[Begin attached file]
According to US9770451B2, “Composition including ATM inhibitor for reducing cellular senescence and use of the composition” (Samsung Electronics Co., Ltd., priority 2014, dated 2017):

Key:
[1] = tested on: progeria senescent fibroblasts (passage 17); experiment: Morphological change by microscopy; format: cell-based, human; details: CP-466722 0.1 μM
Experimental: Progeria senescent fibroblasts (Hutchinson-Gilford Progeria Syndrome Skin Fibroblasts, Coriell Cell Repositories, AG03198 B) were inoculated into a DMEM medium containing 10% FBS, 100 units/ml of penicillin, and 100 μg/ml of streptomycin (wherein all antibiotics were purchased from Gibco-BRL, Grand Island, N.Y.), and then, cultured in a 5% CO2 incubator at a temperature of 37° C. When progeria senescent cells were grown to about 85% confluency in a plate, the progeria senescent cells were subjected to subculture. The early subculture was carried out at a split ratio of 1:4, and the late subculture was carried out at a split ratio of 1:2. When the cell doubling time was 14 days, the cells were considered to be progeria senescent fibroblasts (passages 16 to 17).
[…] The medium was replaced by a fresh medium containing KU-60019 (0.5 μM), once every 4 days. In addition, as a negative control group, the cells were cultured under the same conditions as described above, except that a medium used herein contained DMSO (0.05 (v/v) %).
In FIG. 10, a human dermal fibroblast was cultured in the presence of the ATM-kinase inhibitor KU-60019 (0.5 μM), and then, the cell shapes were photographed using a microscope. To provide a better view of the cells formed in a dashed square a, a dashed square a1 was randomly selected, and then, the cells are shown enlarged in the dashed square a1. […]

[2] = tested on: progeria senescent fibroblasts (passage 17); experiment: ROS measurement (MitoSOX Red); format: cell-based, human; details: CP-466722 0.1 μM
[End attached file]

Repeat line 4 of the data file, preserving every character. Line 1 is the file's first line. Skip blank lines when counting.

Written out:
Experimental: Progeria senescent fibroblasts (Hutchinson-Gilford Progeria Syndrome Skin Fibroblasts, Coriell Cell Repositories, AG03198 B) were inoculated into a DMEM medium containing 10% FBS, 100 units/ml of penicillin, and 100 μg/ml of streptomycin (wherein all antibiotics were purchased from Gibco-BRL, Grand Island, N.Y.), and then, cultured in a 5% CO2 incubator at a temperature of 37° C. When progeria senescent cells were grown to about 85% confluency in a plate, the progeria senescent cells were subjected to subculture. The early subculture was carried out at a split ratio of 1:4, and the late subculture was carried out at a split ratio of 1:2. When the cell doubling time was 14 days, the cells were considered to be progeria senescent fibroblasts (passages 16 to 17).